Archaeologists salvage artefacts from sunken HMS Invincible
The Battle of Trafalgar was Admiral Nelson’s greatest military success when he defeated France on the appropriately named HMS Victory. He sealed the Royal Navy’s supremacy of the seas, and signalled the beginning of the end for the Napoleonic Empire. Yet the success of the Battle of Trafalgar was based on another ship, ironically stolen from France itself. It was from the French that Britons learnt about organisation, discipline and how to design ships — namely the game-changing HMS Invincible.
The Invincible sank when she hit a sandbank in the Solent in 1758, by which point the Royal Navy had gained priceless knowledge from her.
The wreck of the incredible vessel, which has sat at the bottom of the sea for 250 years, was explored by archaeologists in Channel 5’s documentary, ‘Digging Up Britain’s Past’.
No expense was spared in the bid to unearth the secrets of the Invincible, which lies three miles (4.82km) out to sea, with a three-year project launched to excavate the wreck site.
Marine archaeologist Dan Pascoe led the excavation in the Eastern Solent, completing more than 1,000 dives off the Hampshire coastline.
The team used a guide rope to get them down to the wreck, eventually stumbling upon the historical vessel.
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Diving teams on the HMS Invincible.
Some of the planks were in a remarkable state of preservation.
Raksha Dave, an archaeologist and the programme’s presenter, said it was “enough to take your breath away”.
She said: “The Invincible was 52metres long and its remains are now spread over an area roughly equivalent to half a football field.
“The ship’s so well preserved, you can almost picture the sailors walking along these planks.”
However, Ms Dave explained that not all the artefacts recovered were so immediately clear and obvious.
Above the water, she was shown a number of relics, which she said looked “like a pile of twigs and bits of string”.
Not all of the artefacts, however, were so easy to identify.
But they were far from being rubbish, as Mr Pascoe explained they were an “important assemblage of artefacts”.
Among them were the heads of mops and brooms, and a wooden bucket, all of which were found in the same area of the ship, labelled the “broom cupboard” by Mr Pascoe.
The artefacts further proved the point that everything onboard was in shipshape — credit to Invincible’s renowned organisation.
Express.co.uk previously spoke to Mr Pascoe, learning that the ship left an indelible mark on him.
Remembering vividly parts of the dive, he said: “We’ve been finding things that are just so well organised and stored, and everything’s clearly labelled, it just tells you that it’s true what they said about the Royal Navy during a certain period in the mid-18th Century, just before Nelson’s time.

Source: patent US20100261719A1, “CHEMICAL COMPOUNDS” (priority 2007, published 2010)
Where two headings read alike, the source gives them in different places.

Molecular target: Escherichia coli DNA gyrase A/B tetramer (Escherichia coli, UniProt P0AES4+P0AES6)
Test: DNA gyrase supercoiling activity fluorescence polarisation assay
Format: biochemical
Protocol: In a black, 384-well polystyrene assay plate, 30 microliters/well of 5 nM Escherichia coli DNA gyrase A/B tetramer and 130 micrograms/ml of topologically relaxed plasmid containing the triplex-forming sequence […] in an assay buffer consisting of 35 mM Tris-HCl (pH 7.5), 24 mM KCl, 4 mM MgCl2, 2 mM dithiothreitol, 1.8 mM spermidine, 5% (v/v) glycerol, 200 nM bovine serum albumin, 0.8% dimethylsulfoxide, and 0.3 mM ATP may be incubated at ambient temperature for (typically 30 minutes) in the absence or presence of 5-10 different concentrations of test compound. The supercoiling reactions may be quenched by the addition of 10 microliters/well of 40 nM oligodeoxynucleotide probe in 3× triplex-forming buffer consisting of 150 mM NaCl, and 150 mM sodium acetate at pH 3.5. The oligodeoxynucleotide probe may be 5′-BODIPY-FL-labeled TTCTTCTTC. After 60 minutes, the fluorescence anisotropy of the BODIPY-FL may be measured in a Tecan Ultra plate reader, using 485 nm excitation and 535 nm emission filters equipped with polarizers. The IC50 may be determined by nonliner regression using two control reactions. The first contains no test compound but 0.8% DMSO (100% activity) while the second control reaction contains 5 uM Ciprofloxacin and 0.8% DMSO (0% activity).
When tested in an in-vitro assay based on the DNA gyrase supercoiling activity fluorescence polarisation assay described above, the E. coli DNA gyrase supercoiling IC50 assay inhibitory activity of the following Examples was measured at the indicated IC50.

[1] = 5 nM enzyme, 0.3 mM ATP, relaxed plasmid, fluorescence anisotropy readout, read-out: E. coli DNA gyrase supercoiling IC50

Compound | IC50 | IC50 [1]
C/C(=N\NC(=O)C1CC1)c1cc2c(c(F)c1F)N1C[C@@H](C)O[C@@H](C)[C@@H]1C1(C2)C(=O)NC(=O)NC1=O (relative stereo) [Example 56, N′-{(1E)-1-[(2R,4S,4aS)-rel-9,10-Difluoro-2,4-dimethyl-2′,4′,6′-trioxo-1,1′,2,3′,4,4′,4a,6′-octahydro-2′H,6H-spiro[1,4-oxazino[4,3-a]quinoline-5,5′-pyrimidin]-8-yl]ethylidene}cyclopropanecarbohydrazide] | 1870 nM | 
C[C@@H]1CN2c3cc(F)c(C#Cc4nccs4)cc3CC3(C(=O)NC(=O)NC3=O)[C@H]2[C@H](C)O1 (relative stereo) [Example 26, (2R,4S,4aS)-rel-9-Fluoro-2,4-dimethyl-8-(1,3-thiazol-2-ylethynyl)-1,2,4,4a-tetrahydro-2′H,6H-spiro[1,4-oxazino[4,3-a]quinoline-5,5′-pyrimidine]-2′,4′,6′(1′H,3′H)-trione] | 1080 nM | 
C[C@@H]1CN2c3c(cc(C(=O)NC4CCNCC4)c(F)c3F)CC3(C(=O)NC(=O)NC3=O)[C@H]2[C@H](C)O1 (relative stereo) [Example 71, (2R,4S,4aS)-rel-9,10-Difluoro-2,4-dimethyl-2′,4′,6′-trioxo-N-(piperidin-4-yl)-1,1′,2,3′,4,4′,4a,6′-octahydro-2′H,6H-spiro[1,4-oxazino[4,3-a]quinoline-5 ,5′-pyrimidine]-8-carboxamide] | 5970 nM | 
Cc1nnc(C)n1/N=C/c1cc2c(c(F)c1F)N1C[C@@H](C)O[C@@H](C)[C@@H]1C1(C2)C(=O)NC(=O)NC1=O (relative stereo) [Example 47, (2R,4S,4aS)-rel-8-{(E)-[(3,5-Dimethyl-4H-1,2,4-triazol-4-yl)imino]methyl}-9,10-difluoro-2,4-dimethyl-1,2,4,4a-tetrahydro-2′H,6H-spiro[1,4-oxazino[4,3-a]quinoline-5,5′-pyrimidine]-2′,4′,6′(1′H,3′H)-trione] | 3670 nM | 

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Among the less easy to identify artefacts were broom and mop heads.
“They were very organised and disciplined, and life onboard wasn’t as terrible as everyone says.
“Actually it was quite well ordered, and things were well maintained and kept.
“It wasn’t this ‘everyone’s dying’ and had scurvy. It was a hard life but it wasn’t as revolting as everyone makes out.”
First launched by the French in 1744, the Invincible took part in the First Battle of Cape Finisterre during the War of Austrian Succession three years later.
The British fleet gave chase as she escorted a convoy of merchant ships, and she was eventually forced to surrender.
The Invincible inspired the HMS Victory, which helped the British win at Trafalgar.
After years of British naval supremacy, the French had gone back to the drawing board in an attempt to build the next generation of warship.
The Invincible was wider at the front and narrower in the stern, which allowed her to move faster through the water.
She was also more heavily armed than any British vessel — boasting 74 guns.
Nick Ball from the Chatham Historic Dockyard Trust told KentOnline that the British knew the Invincible was revolutionary.
He said: “Originally, a nippy French warship, when L’Invincible was captured by the Royal Navy every inch of her hull and form were studied and then replicated to form a new fleet that would go on to defeat the French.
“She was a game-changer who even influenced the subsequent design of the world’s most famous warship – Admiral Nelson’s HMS Victory, built here at Chatham.”
By the time Nelson defeated the French and Spanish fleets at Trafalgar, some 47 years after the Invincible sank, almost two-thirds of his ships were based on the Invincible.
The site of the wreck was rediscovered by a fisherman in 1979, and was placed on Historic England’s 2013 list of ten most at risk heritage sites.
Fortunately the ship remained upright for three days after its grounding, allowing the crew to escape, so there are no human remains onboard.